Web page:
3.2. Non-unit-elastic price expectations

Hart (1982) was the first to show that imperfect competition could generate policy effectiveness. The 'policy' he considers, however, is not strictly monetary policy at all: it is an increase in the stock of a 'non-produced' good. Although Hart is reluctant to interpret this as 'money', we can validly do so if we view Hart's framework as one of temporary monetary equilibrium in the manner of Patinkin (1965) and Grandmont (1983). In this case the key assumption necessary for monetary policy effectiveness is that--implicitly or explicitly-- agents' expectations of future prices are 'non-unit-elastic' in current prices. We present here a simple version of Hart's model under this monetary reinterpretation. We also examine another question debated in the literature for which Hart's model has been the framework: whether imperfect competition in the goods market can cause unemployment even at a zero wage.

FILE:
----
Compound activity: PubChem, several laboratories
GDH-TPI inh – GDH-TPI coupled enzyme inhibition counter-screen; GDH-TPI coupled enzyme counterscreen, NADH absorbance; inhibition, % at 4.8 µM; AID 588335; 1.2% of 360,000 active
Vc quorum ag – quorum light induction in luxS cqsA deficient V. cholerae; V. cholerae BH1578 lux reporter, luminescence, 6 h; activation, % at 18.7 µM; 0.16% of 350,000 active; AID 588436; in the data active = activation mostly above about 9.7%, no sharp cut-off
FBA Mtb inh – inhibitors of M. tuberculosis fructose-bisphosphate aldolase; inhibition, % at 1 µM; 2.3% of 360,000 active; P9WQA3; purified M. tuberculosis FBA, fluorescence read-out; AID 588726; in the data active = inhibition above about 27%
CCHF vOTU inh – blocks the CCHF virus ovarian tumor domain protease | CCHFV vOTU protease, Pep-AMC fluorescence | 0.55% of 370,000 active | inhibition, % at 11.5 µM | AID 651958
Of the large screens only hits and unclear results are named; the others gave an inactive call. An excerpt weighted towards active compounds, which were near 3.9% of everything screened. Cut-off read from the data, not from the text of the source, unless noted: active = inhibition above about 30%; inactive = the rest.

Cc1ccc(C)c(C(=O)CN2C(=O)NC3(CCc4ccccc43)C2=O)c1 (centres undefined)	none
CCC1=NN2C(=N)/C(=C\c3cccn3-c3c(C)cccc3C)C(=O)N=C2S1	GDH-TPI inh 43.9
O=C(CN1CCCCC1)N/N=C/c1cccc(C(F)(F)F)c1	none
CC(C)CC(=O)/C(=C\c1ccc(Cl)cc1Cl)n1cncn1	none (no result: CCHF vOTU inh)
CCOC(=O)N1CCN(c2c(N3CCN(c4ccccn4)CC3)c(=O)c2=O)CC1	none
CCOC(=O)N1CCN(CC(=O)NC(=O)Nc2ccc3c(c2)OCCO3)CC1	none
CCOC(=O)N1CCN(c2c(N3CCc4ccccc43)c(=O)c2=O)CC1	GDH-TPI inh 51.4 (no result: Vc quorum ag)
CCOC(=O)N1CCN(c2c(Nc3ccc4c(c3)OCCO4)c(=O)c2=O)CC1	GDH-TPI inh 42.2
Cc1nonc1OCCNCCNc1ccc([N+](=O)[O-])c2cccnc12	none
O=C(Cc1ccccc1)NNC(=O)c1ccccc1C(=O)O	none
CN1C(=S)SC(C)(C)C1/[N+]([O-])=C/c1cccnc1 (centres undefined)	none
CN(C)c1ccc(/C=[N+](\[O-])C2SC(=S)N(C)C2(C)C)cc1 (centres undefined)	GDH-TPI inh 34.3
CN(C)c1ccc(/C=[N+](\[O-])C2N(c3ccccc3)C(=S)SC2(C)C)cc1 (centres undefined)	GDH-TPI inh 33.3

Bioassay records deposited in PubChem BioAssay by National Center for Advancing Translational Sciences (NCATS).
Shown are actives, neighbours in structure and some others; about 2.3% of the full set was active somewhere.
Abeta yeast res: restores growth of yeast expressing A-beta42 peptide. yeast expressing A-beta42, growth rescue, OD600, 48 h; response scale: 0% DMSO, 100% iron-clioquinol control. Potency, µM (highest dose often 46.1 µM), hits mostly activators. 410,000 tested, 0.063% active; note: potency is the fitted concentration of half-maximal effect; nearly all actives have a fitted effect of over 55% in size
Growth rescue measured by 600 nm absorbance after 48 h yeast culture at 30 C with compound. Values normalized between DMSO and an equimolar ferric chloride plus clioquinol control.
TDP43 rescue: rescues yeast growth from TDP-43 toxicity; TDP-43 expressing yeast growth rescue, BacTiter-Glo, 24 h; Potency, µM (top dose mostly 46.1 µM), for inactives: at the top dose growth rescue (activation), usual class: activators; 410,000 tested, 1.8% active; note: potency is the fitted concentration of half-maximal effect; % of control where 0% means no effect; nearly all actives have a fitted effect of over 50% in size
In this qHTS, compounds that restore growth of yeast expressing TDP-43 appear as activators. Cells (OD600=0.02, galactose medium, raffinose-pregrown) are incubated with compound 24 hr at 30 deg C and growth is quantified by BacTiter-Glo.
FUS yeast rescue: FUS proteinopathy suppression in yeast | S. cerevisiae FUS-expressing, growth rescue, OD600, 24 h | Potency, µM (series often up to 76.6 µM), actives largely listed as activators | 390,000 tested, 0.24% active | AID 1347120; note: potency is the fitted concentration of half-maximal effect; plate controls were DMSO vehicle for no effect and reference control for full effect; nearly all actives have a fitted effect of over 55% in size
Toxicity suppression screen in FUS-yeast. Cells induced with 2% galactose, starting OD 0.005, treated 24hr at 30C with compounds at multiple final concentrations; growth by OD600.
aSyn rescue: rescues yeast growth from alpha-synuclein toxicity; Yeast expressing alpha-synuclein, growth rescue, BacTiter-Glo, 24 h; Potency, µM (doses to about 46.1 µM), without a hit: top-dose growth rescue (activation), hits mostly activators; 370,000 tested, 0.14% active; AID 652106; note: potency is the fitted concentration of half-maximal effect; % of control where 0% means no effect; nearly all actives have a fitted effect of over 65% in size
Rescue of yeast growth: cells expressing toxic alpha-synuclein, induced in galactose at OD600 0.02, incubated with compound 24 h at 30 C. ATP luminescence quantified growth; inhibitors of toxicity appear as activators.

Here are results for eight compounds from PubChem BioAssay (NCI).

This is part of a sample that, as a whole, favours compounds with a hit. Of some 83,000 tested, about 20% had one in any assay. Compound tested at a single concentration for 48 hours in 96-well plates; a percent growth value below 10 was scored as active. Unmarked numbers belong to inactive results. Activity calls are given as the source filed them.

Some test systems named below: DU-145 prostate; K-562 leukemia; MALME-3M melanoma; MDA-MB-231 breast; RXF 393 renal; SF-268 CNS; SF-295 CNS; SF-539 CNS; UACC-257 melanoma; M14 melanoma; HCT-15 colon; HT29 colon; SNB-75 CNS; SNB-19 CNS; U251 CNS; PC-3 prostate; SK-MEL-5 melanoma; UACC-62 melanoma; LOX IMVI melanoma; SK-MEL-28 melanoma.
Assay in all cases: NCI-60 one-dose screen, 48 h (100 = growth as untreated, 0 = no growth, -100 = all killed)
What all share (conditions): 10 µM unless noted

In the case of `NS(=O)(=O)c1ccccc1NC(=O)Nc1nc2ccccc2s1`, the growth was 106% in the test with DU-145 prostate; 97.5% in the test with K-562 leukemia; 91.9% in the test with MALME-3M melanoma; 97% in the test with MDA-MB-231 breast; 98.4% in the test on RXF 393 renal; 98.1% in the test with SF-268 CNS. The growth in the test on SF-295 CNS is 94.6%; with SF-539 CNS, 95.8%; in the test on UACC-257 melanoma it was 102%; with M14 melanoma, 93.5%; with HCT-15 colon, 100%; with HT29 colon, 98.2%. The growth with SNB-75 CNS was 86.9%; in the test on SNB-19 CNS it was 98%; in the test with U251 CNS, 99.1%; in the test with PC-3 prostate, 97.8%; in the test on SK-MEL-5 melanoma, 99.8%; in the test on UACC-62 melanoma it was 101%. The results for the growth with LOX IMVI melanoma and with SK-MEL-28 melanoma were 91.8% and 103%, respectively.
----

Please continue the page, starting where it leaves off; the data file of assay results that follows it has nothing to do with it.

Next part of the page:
Relative to Section 2, we slightly modify the household's problem, to maximise u(X, M/[P.sup.e]) subject to [M.sub.0] + Y = PX + M (20) [P.sup.e] is the subjective expectation of next period's price level, so M/[P.sup.e] is expected future consumption (taking the simplest possible case, in which the household has no future income).(20) Our earlier utility function (1) is just the special case of this in which price expectations are unit-elastic in current prices: [P.sup.e] = [k.sub.1]P. Hart's (1982) utility function is the special case of it in which expectations are zero-elastic: [P.sup.e] = [k.sub.2]. Here we posit an arbitrary expectations function, [P.sup.e] = [phi](P). If preferences are homothetic, the resulting consumption demand function then takes the form X = [alpha](P/[phi](P)) [M.sub.0] + Y/P (21) where [alpha]'(.) could take either sign. From this we have the price elasticity